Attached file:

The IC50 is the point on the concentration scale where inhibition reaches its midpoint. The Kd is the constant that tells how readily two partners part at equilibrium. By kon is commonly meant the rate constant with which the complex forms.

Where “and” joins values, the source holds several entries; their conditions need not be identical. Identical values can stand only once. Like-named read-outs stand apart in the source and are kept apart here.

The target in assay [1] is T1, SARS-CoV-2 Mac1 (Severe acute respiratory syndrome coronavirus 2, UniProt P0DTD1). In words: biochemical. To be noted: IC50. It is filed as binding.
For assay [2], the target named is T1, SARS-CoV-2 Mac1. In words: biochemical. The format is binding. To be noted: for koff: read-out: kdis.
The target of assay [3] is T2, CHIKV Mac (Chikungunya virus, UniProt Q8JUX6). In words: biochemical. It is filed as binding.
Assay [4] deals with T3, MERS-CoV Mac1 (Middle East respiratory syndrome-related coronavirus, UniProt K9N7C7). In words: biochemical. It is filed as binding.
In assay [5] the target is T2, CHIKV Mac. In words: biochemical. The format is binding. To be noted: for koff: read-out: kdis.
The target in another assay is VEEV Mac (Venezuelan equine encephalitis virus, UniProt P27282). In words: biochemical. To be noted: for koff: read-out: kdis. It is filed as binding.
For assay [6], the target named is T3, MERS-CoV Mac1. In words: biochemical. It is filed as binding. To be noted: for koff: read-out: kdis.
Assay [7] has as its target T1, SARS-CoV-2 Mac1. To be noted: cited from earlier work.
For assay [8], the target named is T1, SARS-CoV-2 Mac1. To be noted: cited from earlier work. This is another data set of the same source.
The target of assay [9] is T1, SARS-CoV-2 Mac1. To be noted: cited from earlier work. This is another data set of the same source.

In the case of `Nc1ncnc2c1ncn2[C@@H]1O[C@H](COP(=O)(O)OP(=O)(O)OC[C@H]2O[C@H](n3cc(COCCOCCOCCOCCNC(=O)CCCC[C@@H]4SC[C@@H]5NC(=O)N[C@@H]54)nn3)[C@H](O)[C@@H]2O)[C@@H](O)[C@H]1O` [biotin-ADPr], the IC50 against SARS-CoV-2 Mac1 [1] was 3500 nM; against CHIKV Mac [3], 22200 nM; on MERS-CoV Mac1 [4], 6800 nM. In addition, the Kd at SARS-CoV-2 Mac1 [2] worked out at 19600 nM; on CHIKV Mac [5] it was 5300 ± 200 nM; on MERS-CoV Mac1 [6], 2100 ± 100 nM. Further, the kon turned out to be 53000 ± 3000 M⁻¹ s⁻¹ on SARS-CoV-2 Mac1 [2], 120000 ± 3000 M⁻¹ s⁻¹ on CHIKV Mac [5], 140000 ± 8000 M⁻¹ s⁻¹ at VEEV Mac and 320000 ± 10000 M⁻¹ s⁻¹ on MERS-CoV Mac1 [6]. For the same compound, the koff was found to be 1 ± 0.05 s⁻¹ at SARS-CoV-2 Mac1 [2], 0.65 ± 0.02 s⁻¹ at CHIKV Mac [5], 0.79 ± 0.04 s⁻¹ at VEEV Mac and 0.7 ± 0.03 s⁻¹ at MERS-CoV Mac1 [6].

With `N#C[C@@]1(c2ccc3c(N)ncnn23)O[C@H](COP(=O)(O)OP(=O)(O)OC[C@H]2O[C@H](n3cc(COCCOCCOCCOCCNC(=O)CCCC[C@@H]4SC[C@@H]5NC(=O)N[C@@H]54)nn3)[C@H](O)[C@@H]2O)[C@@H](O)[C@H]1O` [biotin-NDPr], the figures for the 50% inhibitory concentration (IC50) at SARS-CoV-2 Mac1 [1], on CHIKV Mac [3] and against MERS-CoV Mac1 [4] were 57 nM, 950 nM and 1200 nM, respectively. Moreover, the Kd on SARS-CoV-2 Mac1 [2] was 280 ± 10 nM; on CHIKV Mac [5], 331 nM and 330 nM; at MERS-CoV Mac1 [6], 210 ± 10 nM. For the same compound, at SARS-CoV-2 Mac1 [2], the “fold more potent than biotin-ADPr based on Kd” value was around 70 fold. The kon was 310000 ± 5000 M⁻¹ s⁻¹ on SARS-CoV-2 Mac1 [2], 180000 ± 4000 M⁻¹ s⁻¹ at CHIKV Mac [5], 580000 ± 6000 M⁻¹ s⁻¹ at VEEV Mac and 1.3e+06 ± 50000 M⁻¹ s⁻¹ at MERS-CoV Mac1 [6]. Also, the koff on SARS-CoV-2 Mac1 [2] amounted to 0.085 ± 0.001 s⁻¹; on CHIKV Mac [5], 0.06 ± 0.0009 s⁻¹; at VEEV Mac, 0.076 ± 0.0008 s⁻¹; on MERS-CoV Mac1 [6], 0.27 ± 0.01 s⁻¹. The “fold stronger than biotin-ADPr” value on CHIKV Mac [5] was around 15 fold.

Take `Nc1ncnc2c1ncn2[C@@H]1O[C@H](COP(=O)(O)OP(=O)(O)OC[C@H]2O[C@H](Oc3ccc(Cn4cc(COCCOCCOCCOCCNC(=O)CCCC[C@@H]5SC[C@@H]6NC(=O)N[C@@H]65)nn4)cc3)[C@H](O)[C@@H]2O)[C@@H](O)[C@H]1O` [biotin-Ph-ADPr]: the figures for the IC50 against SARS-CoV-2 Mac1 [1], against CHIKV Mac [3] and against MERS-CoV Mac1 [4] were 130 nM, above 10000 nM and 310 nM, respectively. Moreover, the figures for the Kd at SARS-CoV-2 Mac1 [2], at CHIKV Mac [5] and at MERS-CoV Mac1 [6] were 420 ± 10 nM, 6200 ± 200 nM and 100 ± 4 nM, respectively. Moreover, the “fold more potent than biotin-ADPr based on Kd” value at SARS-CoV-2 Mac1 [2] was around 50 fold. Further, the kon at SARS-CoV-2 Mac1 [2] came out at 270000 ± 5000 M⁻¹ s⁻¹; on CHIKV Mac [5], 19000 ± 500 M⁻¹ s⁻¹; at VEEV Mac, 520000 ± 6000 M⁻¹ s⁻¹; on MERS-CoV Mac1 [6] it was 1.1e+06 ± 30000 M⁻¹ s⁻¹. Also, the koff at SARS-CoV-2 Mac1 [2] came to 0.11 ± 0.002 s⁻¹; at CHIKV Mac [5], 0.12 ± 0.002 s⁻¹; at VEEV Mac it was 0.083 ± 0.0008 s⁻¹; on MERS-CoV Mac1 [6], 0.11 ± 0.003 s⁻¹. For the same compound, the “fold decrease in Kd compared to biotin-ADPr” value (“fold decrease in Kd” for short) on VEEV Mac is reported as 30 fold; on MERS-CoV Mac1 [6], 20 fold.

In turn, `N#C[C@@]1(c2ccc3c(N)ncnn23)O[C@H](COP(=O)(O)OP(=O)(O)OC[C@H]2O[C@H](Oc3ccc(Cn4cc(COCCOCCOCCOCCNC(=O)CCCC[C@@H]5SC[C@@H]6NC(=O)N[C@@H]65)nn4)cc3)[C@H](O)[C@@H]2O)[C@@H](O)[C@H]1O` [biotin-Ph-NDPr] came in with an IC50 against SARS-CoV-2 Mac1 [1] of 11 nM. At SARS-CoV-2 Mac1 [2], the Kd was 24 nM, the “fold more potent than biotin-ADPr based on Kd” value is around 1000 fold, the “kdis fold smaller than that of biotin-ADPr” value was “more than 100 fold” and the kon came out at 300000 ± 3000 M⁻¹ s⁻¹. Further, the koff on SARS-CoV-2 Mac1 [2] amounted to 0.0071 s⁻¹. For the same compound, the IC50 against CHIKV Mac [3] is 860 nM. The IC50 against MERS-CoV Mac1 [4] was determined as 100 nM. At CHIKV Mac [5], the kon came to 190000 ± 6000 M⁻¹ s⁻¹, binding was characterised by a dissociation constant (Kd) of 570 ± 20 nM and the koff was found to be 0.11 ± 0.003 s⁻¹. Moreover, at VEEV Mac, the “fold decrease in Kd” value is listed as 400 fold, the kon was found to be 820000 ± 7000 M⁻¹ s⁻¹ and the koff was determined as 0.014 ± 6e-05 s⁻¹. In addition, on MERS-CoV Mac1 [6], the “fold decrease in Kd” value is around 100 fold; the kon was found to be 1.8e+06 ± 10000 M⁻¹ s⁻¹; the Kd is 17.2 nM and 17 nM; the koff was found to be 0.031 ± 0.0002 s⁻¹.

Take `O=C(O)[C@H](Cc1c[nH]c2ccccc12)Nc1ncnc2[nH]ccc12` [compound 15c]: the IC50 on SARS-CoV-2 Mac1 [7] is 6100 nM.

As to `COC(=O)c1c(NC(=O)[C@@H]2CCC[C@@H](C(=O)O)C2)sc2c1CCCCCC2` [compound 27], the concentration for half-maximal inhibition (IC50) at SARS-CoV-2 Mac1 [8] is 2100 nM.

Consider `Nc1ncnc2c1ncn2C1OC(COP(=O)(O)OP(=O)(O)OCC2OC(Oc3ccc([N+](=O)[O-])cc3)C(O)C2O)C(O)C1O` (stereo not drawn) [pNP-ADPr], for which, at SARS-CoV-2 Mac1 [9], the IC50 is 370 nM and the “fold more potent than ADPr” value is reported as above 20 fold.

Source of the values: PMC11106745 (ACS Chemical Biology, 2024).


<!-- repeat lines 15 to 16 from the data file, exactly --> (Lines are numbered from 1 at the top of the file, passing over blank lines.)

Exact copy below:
Take `Nc1ncnc2c1ncn2[C@@H]1O[C@H](COP(=O)(O)OP(=O)(O)OC[C@H]2O[C@H](Oc3ccc(Cn4cc(COCCOCCOCCOCCNC(=O)CCCC[C@@H]5SC[C@@H]6NC(=O)N[C@@H]65)nn4)cc3)[C@H](O)[C@@H]2O)[C@@H](O)[C@H]1O` [biotin-Ph-ADPr]: the figures for the IC50 against SARS-CoV-2 Mac1 [1], against CHIKV Mac [3] and against MERS-CoV Mac1 [4] were 130 nM, above 10000 nM and 310 nM, respectively. Moreover, the figures for the Kd at SARS-CoV-2 Mac1 [2], at CHIKV Mac [5] and at MERS-CoV Mac1 [6] were 420 ± 10 nM, 6200 ± 200 nM and 100 ± 4 nM, respectively. Moreover, the “fold more potent than biotin-ADPr based on Kd” value at SARS-CoV-2 Mac1 [2] was around 50 fold. Further, the kon at SARS-CoV-2 Mac1 [2] came out at 270000 ± 5000 M⁻¹ s⁻¹; on CHIKV Mac [5], 19000 ± 500 M⁻¹ s⁻¹; at VEEV Mac, 520000 ± 6000 M⁻¹ s⁻¹; on MERS-CoV Mac1 [6] it was 1.1e+06 ± 30000 M⁻¹ s⁻¹. Also, the koff at SARS-CoV-2 Mac1 [2] came to 0.11 ± 0.002 s⁻¹; at CHIKV Mac [5], 0.12 ± 0.002 s⁻¹; at VEEV Mac it was 0.083 ± 0.0008 s⁻¹; on MERS-CoV Mac1 [6], 0.11 ± 0.003 s⁻¹. For the same compound, the “fold decrease in Kd compared to biotin-ADPr” value (“fold decrease in Kd” for short) on VEEV Mac is reported as 30 fold; on MERS-CoV Mac1 [6], 20 fold.

In turn, `N#C[C@@]1(c2ccc3c(N)ncnn23)O[C@H](COP(=O)(O)OP(=O)(O)OC[C@H]2O[C@H](Oc3ccc(Cn4cc(COCCOCCOCCOCCNC(=O)CCCC[C@@H]5SC[C@@H]6NC(=O)N[C@@H]65)nn4)cc3)[C@H](O)[C@@H]2O)[C@@H](O)[C@H]1O` [biotin-Ph-NDPr] came in with an IC50 against SARS-CoV-2 Mac1 [1] of 11 nM. At SARS-CoV-2 Mac1 [2], the Kd was 24 nM, the “fold more potent than biotin-ADPr based on Kd” value is around 1000 fold, the “kdis fold smaller than that of biotin-ADPr” value was “more than 100 fold” and the kon came out at 300000 ± 3000 M⁻¹ s⁻¹. Further, the koff on SARS-CoV-2 Mac1 [2] amounted to 0.0071 s⁻¹. For the same compound, the IC50 against CHIKV Mac [3] is 860 nM. The IC50 against MERS-CoV Mac1 [4] was determined as 100 nM. At CHIKV Mac [5], the kon came to 190000 ± 6000 M⁻¹ s⁻¹, binding was characterised by a dissociation constant (Kd) of 570 ± 20 nM and the koff was found to be 0.11 ± 0.003 s⁻¹. Moreover, at VEEV Mac, the “fold decrease in Kd” value is listed as 400 fold, the kon was found to be 820000 ± 7000 M⁻¹ s⁻¹ and the koff was determined as 0.014 ± 6e-05 s⁻¹. In addition, on MERS-CoV Mac1 [6], the “fold decrease in Kd” value is around 100 fold; the kon was found to be 1.8e+06 ± 10000 M⁻¹ s⁻¹; the Kd is 17.2 nM and 17 nM; the koff was found to be 0.031 ± 0.0002 s⁻¹.